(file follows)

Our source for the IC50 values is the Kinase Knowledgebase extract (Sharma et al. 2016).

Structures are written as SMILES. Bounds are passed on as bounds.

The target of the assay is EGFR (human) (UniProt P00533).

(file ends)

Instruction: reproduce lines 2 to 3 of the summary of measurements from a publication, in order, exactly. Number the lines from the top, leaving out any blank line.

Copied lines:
Structures are written as SMILES. Bounds are passed on as bounds.

The target of the assay is EGFR (human) (UniProt P00533).